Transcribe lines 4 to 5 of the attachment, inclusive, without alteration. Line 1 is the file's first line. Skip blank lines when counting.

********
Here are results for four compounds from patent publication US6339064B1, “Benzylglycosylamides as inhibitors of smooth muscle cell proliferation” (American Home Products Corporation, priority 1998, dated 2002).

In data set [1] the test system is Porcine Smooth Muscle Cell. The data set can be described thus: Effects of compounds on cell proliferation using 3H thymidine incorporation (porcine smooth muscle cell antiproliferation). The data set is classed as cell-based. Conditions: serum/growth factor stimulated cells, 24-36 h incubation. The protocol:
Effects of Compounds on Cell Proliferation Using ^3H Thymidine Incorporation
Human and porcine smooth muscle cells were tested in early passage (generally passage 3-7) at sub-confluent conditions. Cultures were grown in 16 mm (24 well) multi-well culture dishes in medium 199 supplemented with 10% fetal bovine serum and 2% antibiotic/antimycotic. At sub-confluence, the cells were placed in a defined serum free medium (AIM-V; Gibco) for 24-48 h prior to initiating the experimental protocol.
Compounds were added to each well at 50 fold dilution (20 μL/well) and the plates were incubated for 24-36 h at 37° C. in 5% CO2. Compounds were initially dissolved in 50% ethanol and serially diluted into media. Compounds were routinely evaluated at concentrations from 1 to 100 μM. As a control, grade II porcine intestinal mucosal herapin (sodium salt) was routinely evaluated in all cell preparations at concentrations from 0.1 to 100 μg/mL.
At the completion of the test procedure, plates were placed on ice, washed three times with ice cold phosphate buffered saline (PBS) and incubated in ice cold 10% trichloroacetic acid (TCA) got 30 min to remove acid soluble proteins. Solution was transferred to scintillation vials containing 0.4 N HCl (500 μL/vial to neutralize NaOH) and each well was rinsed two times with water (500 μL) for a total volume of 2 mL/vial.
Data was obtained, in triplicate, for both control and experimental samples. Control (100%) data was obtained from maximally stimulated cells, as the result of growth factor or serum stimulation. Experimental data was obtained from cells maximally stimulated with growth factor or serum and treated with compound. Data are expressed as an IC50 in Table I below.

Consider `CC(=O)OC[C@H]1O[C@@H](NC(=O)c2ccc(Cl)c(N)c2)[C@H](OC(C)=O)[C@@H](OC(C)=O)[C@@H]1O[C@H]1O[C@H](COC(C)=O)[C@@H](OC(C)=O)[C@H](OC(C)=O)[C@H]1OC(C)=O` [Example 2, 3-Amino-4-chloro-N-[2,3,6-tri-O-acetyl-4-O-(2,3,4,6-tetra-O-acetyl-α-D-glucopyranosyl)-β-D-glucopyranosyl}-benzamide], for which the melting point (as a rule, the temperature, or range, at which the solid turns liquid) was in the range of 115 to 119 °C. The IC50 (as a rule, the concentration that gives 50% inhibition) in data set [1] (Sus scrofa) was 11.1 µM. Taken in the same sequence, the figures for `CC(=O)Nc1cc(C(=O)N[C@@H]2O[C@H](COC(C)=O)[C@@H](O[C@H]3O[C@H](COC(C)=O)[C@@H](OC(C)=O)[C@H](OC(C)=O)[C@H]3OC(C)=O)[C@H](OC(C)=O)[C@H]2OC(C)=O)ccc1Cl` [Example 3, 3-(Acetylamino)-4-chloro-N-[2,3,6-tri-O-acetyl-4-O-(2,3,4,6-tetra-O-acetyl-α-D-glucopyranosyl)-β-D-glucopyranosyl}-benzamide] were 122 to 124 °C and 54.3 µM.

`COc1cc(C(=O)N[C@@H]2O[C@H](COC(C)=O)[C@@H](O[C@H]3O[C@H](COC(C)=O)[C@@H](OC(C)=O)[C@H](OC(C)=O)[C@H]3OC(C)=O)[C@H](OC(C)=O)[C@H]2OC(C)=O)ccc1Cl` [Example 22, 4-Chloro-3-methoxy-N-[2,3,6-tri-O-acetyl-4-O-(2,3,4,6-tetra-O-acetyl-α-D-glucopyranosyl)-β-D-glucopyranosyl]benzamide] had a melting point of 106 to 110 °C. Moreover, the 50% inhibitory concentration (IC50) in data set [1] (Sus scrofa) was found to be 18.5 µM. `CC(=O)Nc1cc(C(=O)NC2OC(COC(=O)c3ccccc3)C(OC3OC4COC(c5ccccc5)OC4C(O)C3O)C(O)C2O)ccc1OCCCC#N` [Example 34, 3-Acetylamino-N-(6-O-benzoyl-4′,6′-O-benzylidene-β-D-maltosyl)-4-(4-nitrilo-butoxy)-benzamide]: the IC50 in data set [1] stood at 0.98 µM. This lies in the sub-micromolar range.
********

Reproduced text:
Human and porcine smooth muscle cells were tested in early passage (generally passage 3-7) at sub-confluent conditions. Cultures were grown in 16 mm (24 well) multi-well culture dishes in medium 199 supplemented with 10% fetal bovine serum and 2% antibiotic/antimycotic. At sub-confluence, the cells were placed in a defined serum free medium (AIM-V; Gibco) for 24-48 h prior to initiating the experimental protocol.
Compounds were added to each well at 50 fold dilution (20 μL/well) and the plates were incubated for 24-36 h at 37° C. in 5% CO2. Compounds were initially dissolved in 50% ethanol and serially diluted into media. Compounds were routinely evaluated at concentrations from 1 to 100 μM. As a control, grade II porcine intestinal mucosal herapin (sodium salt) was routinely evaluated in all cell preparations at concentrations from 0.1 to 100 μg/mL.